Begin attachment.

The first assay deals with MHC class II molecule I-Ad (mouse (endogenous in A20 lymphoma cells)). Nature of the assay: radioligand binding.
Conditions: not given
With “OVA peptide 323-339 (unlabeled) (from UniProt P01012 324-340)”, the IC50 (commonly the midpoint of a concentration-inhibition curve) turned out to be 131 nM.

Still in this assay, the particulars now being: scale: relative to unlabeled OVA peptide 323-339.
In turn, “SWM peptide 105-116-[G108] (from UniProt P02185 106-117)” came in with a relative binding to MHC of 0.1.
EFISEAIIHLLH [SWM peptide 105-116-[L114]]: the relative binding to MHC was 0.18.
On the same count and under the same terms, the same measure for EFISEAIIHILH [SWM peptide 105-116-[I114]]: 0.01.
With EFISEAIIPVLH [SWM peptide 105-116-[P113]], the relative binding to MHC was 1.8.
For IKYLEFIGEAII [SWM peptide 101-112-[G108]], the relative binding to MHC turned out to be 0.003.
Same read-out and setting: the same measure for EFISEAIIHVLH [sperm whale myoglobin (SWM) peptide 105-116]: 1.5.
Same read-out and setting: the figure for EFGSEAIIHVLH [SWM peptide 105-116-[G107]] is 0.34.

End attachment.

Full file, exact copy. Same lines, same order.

The first assay deals with MHC class II molecule I-Ad (mouse (endogenous in A20 lymphoma cells)). Nature of the assay: radioligand binding.
Conditions: not given
With “OVA peptide 323-339 (unlabeled) (from UniProt P01012 324-340)”, the IC50 (commonly the midpoint of a concentration-inhibition curve) turned out to be 131 nM.

Still in this assay, the particulars now being: scale: relative to unlabeled OVA peptide 323-339.
In turn, “SWM peptide 105-116-[G108] (from UniProt P02185 106-117)” came in with a relative binding to MHC of 0.1.
EFISEAIIHLLH [SWM peptide 105-116-[L114]]: the relative binding to MHC was 0.18.
On the same count and under the same terms, the same measure for EFISEAIIHILH [SWM peptide 105-116-[I114]]: 0.01.
With EFISEAIIPVLH [SWM peptide 105-116-[P113]], the relative binding to MHC was 1.8.
For IKYLEFIGEAII [SWM peptide 101-112-[G108]], the relative binding to MHC turned out to be 0.003.
Same read-out and setting: the same measure for EFISEAIIHVLH [sperm whale myoglobin (SWM) peptide 105-116]: 1.5.
Same read-out and setting: the figure for EFGSEAIIHVLH [SWM peptide 105-116-[G107]] is 0.34.